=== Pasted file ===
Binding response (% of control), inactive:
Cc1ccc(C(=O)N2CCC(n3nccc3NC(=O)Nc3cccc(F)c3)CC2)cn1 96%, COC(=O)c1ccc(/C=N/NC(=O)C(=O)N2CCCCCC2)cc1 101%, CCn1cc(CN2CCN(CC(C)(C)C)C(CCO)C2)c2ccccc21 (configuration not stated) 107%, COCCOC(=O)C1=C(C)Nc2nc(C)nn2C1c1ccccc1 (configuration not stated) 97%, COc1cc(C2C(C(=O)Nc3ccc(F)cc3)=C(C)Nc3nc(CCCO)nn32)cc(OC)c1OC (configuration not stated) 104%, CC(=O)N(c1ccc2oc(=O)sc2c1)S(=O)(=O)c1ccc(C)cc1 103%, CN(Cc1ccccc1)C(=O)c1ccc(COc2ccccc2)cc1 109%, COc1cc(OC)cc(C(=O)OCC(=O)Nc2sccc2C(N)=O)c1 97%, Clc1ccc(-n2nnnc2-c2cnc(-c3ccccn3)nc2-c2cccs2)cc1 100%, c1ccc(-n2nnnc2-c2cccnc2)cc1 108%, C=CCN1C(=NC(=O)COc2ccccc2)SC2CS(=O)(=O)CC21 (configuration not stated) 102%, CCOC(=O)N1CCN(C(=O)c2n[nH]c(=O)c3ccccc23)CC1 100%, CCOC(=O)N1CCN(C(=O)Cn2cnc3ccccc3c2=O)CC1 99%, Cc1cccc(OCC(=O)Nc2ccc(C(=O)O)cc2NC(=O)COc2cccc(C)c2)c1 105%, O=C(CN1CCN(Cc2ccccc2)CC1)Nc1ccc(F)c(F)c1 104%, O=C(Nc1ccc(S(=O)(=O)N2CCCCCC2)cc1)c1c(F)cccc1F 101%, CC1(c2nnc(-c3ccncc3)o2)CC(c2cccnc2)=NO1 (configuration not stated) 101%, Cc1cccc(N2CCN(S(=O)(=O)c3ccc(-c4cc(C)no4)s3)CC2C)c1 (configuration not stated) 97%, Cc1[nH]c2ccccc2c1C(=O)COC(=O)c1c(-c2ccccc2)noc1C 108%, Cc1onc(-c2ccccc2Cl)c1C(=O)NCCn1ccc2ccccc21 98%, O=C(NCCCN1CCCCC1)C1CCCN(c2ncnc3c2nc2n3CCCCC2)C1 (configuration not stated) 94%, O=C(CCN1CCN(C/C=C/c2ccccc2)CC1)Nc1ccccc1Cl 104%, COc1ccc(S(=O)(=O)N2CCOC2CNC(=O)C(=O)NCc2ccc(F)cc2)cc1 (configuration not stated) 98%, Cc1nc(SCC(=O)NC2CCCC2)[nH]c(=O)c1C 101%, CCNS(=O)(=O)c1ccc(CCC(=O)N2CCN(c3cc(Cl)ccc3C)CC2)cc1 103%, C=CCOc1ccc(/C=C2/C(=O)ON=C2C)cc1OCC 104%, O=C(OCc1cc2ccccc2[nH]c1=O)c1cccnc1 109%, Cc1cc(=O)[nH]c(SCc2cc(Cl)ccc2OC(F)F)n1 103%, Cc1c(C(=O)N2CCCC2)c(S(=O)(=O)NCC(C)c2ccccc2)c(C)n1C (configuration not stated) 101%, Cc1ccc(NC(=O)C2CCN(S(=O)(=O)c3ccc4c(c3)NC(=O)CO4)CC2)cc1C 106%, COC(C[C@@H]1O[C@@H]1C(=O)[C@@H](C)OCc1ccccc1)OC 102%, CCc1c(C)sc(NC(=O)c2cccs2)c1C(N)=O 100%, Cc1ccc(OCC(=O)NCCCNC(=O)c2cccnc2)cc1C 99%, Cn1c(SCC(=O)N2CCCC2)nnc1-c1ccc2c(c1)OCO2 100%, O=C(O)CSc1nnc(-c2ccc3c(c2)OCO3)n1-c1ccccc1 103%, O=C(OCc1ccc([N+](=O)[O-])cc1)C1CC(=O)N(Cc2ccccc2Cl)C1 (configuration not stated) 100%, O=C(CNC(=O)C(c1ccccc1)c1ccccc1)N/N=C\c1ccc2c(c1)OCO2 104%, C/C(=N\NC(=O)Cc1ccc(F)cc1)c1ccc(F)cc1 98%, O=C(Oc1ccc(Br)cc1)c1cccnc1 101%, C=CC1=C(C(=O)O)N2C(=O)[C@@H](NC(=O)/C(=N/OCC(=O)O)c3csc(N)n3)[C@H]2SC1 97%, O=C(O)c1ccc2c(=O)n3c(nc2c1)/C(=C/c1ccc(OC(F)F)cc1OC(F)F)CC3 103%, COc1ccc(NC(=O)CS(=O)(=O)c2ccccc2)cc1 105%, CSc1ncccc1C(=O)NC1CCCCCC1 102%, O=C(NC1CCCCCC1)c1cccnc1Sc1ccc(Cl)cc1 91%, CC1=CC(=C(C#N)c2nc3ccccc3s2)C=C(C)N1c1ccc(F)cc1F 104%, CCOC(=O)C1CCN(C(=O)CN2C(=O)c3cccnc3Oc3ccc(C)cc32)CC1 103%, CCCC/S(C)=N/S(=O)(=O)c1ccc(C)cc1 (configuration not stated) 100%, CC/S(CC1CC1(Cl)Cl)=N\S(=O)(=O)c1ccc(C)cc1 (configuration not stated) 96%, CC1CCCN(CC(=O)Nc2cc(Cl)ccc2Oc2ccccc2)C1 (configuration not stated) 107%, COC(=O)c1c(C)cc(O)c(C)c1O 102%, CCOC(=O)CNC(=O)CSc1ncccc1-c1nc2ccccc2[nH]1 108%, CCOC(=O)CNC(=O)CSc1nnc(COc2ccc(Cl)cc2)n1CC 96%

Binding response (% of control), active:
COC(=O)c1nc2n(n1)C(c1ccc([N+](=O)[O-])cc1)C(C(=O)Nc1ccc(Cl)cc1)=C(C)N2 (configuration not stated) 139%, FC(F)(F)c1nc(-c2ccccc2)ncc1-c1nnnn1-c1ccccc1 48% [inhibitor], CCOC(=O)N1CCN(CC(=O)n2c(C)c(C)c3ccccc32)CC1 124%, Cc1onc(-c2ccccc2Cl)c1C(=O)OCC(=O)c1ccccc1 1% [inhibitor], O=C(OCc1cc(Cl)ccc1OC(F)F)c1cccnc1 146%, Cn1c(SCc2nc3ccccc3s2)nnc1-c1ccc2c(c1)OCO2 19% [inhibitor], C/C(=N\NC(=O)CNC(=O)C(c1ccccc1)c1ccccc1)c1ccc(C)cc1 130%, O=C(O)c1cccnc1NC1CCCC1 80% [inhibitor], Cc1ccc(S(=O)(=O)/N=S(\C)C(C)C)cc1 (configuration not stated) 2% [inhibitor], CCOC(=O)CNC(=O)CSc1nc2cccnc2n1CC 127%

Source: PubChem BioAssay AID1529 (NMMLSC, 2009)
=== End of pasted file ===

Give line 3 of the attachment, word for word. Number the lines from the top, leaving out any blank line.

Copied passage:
Binding response (% of control), active: